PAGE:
5 Self-Published Books You Should Be Reading
I knew I wasn’t reading enough, and it bugged me. Stephen King didn’t have to tell me, or maybe he did. You may have had his quote bouncing around your own head from time to time
“If you don’t have time to read, you don’t have the time (or the tools) to write.”
So, just over a year ago, I began to check out some of those daily emails we receive from the e-book promotion sites. And, I found some books, lots of books. Since then, reading has once again become a large part of my life and I’ve found some amazing books. I’m going to share with you some reads that have literally blown my mind. The books I’ve listed below had to meet certain parameters – they have to be self-published (kinda), when I first read the book I could not know the author personally (although some of these authors have since become friends thanks to the magic of Facebook), and, it had to be a book that really surprised me.
1. Carry Yourself Back To Me/Things We Set On Fire by Deborah Reed
I’m including both books because I can’t decide which one I like best. The writing in each of them reads like poetry, pure poetry. The thought patterns that the characters experience, their actions – are so life-like that I thought of them as real people. When not reading, (especially with Carry Yourself Back To Me), I couldn’t wait to get back to my Kindle. I challenge you to read the first three pages of Things We Set On Fire and not scramble to read the rest of the book. Give yourself some time and immerse into these worlds. The only similarity between the two stories is that the characters are real, and fallible, and sometimes, culpable. The author is published by an Amazon imprint and I believe she was originally self-published. I’m currently searching out her other works.
2. The Money Tree by Gordon Ferris
Mr. Ferris is a traditionally published author who made two huge changes recently. He left his publisher and self-published his newest book, and he left behind a genre/timeframe where he’d had a great deal of success. Best known for his series of books that take place in the UK just after the Second World War, his new book is a present-day thriller. I’d read his first books and enjoyed them, and thought this would be a great opportunity to see how his self-publish work fared. Although, it took me a little while longer to become involved in the story (unlike his previous books), once he had me I was hooked. Like the other authors in this list, Mr. Ferris is a brilliant storyteller. I couldn’t wait to flip to the next page to see what was going to happen.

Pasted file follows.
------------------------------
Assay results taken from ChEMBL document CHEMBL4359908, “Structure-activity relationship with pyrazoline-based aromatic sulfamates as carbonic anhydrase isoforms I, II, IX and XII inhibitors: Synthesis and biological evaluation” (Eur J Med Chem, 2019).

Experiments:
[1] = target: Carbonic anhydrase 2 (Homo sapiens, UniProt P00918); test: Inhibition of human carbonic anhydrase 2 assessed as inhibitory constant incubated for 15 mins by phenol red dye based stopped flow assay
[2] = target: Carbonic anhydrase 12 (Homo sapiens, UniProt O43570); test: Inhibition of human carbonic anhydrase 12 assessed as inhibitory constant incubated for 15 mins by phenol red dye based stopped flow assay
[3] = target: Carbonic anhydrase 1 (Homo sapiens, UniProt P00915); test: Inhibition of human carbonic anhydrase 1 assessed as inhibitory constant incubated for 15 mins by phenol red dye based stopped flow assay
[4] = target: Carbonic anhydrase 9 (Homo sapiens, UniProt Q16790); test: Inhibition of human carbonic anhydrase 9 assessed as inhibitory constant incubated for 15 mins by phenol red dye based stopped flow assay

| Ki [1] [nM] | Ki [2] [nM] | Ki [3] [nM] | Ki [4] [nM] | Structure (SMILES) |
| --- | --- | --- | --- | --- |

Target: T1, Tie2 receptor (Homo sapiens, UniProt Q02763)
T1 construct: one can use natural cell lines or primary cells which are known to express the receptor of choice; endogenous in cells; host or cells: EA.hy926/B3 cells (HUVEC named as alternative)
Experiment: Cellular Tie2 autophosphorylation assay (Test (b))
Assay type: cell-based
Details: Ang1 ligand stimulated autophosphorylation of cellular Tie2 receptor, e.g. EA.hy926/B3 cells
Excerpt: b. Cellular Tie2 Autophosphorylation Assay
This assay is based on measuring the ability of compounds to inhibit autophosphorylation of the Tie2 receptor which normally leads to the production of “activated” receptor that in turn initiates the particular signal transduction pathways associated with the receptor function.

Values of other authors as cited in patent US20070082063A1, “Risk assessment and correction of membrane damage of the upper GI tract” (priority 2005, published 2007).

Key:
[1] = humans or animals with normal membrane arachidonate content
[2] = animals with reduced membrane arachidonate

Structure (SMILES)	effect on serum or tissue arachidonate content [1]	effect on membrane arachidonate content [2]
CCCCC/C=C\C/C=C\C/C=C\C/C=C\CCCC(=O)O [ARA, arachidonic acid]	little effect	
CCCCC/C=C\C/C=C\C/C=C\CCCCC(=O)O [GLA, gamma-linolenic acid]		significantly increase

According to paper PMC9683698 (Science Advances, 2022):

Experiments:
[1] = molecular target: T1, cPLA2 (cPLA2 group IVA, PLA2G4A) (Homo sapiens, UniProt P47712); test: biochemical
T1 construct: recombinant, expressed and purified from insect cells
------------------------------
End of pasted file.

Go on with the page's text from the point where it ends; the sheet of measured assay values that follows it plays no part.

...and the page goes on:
3. The Games by Claire Carver-Dias
I love when an author can truly draw from personal experience when writing a novel. This book is written by an Olympic medalist, and the story, the situations, the characters, just all feel real. The first pages draw you in and at the end you wish you were still there. I thoroughly enjoyed this, and again it was a quickly flip to the next page type of read. A really great story.
4. The God Of My Art by Sarah Lane
Again, parts of the writing read like poetry. The story is not conventionally told, and I love this about it. It’s told in remembrances, feelings – the way that we often recall incidents from our lives. There were scenes where I felt I had been there, experiencing the same emotions the characters were. I found it almost impossible to predict. It wasn’t just the characters that moved the plot forward; it was the mood and theme of the words. It was the writing. I just couldn’t wait to read more. It’s the kind of magical book that can too easily be missed. I hope that doesn’t happen. Writing like this should be read and appreciated.
5. The Bear That Ate My Pants by Tony Slater
Tony and I have become friends since the release of his first novel and I’m glad we have because he kept me up to date when he released his two follow-up books. I’m not sure how I found the original book, but something must have drawn me to it. I never thought I’d read a travel book, or a humor book, but I did. And, I laughed. And, laughed. His adventures are humorous and again, he’s a gifted storyteller. The plot draws you in and you really want to know what will happen next and how he’ll handle it. It’s been very gratifying to see this book and the two others (which are equally as well-written), racing up Amazon’s bestseller lists, and being discovered by readers.
In random order, those are the best reads I’ve had on my Kindle over the past few months. The writing and storytelling in each are fresh and unique and all of them truly deserve to find a wider audience. I hope it happens.